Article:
Categories
authors & audience career exploration

My centred life

My identity blurred the day I become chapter president and employed. Leaving only pockets of time to savor summer, I relished one late afternoon, on a rooftop patio, sipping coffee and being interviewed about work.

Let me back up…

STC Canada West Coast recently launched a service that connects senior technical writers with people exploring a tech writing career. The idea flowed from a planning chautauqua. Thirty days later, a big idea became a new service. The information interview was born and already had a waiting list.

Part bedside manner, part job shadow, the information interview aims to entice students and job seekers to join professional associations. The interviewer gets questions answered and receives free admission to a professional program in exchange for a donation to the local chapter. Ostensibly, the interviewer gets a glimpse of a day in the life of a tech writer. As it turns out, this form of coffee break may yield fruit.

Learn more about the Information Interview Service.

Categories
production & publishing writing & editing

Free: May issue of STC Intercom magazine

Who doesn’t like free? Well, this month’s issue of STC Intercom magazine is free and available to the public. Nice move STC!

Feature  You May Be an Instructional Designer
Multimedia  Content Evolution in the Translation Industry
Career  Now Is the Time to Design for User-Defined Content: It’s All About Metadata
Writing & Editing  The Technical Communicator’s Machine
Business Matters  Medical Writing and Editing Opportunities for the Independent Consultant or Contractor
The Strategic IA  Introducing the Strategic Information Architect

STC Intercom magazine May 2011
STC Intercom magazine May 2011
Categories
authors & audience book types & parts

The elements of style – how to dress at UBS

In case you missed it, the Swiss bank reissued their 44 page dressing directive. The fashion police have learned that temporary staffers need guidance on what not to wear in a banking environment.

Like other uniformed workers, dark suited bank employees in white shirts and red neckwear stand apart. The expectation is for customer-facing representatives to identify with and reflect the company values and culture.

How you dress “is a critical form of non-verbal communication” notes the guide. It’s okay to wear jewelry but no more than seven items for women, three for men with emphasis on watch wearing.

While the dress code aims to strengthen the bank’s brand, it remains uncertain whether a rep’s “flawless appearance can bring inner peace and a sense of security” — especially financial security.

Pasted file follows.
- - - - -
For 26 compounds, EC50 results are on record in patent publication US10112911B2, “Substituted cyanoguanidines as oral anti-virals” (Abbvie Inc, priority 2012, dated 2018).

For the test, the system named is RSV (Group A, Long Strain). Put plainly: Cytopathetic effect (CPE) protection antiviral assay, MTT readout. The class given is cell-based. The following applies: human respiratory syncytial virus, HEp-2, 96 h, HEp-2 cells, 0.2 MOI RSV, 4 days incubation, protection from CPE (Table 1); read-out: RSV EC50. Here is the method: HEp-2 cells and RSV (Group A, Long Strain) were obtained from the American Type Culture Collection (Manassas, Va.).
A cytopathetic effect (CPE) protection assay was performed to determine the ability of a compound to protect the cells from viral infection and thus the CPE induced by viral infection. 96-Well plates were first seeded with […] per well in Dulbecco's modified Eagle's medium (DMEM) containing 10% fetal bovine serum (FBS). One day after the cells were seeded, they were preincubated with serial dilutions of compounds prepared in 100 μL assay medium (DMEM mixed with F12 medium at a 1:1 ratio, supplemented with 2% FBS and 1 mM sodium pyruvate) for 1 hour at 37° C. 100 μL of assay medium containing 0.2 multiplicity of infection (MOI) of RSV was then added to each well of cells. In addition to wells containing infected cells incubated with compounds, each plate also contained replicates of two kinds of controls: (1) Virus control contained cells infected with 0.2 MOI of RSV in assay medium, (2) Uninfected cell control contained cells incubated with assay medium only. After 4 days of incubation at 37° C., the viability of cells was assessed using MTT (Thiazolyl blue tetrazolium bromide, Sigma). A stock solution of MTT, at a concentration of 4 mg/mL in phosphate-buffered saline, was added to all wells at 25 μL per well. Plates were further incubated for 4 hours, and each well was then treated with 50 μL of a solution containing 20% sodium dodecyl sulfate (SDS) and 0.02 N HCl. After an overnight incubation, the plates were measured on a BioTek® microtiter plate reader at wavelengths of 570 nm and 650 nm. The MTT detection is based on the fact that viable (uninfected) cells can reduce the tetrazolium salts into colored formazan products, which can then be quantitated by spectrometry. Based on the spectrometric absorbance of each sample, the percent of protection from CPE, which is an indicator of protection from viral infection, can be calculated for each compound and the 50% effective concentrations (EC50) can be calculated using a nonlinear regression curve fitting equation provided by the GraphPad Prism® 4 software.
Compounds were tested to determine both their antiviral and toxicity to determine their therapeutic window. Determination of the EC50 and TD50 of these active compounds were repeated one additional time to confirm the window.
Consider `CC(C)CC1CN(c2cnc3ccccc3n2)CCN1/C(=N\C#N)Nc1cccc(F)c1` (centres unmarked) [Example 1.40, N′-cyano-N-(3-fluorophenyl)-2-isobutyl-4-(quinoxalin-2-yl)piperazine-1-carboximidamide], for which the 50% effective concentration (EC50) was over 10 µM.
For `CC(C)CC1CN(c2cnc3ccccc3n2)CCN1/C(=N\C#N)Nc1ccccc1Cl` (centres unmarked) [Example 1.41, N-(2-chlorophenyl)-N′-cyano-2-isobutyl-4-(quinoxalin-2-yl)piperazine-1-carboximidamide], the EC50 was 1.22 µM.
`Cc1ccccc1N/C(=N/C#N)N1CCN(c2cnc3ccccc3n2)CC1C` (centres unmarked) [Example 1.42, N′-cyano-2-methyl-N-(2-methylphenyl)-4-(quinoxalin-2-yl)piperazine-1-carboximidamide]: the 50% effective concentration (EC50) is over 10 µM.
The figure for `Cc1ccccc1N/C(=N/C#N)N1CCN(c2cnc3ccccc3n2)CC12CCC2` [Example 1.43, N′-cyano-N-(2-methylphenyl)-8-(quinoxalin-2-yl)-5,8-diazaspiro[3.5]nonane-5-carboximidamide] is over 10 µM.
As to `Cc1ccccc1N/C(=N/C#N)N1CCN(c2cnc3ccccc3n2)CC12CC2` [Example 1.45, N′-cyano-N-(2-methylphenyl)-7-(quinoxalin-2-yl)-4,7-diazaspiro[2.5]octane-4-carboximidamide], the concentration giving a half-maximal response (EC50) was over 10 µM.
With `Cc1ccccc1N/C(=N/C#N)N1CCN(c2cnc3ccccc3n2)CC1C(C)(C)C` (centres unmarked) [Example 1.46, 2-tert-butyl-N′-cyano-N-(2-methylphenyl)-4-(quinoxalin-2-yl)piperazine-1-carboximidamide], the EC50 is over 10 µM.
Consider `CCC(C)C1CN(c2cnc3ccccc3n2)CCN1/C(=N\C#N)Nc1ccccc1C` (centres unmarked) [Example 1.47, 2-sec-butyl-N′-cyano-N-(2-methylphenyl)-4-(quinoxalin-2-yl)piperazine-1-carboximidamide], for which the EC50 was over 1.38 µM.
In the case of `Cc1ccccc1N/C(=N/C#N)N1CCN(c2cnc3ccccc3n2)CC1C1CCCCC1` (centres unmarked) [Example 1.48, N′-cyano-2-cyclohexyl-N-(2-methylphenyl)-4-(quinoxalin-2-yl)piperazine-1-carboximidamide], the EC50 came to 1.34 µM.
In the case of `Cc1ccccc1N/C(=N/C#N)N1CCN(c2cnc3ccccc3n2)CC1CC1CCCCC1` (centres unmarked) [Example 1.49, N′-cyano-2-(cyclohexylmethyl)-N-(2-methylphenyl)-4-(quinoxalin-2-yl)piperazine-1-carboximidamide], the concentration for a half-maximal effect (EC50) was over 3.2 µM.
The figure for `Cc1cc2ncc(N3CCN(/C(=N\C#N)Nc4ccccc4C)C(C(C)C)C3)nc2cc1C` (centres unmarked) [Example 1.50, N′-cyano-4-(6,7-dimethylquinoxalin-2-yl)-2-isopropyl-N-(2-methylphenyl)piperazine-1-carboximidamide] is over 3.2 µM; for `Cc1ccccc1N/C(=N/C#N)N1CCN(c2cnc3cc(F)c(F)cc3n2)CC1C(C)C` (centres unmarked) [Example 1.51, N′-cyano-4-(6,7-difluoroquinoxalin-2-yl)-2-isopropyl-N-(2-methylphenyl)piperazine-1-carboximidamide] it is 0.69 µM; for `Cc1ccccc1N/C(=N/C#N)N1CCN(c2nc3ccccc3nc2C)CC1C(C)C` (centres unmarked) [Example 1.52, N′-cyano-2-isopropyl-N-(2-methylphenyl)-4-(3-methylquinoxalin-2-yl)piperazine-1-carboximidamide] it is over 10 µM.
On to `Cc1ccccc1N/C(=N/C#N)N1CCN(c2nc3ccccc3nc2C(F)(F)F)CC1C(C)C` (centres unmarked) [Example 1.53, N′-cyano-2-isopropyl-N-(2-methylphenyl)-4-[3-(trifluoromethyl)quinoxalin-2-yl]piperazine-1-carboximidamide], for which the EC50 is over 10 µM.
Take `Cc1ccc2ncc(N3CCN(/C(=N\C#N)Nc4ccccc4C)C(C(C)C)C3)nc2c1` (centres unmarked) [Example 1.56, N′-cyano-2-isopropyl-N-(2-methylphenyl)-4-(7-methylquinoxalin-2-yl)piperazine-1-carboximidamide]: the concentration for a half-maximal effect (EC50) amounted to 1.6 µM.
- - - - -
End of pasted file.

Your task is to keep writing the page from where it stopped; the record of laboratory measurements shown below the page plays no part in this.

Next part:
Categories
book types & parts language & style

Comma me this

Hearing that educated women have fewer healthier children seems questionable sure, but the reporter understood the subject’s context. This Q&A is from an article in Rotman Magazine, an interview with economist, Michael Spence.
Q Why is it so important for developing countries to focus on educating young girls and integrating them into the labour force as a way to break intergenerational cycles of poverty:
A Educated women have fewer, healthier children; they have them later in life…

The comma means ‘and’; fewer and healthier children, no question.

Report style v Q&A style

The Global Health Council addresses the same subject in a report on Girls’ Education: A Self-Sustaining Investment in Children’s and Women’s Health.

Educated girls:

  • Delay marriage and first pregnancy
  • Have fewer low-birthweight babies and healthier newborns
  • Have smaller families

Same issue. Different presentation style. Know the context. Say it right.

Categories
design & typography grammar & speech language & style production & publishing writing & editing

Summer interns

A few months back I commented on the parts of technical writing I enjoy–the nuance of language, a collegial atmosphere. This month I’m adding another aspect, summer interns.

technical publications competition group
international interns, chapter advisors, and competition manager

I’ve been fortunate to work with a group of international students on a not-for-profit project. They’ve taken on planning an event for the Fall. Short of registering their friends and family they are promoting the event in every possible way. They’ve created a plan, designed a logo, multiplied the database and learned a bit about technical writing too. The students became organized as any product team might except that their buzz was about learning English, not launching a product.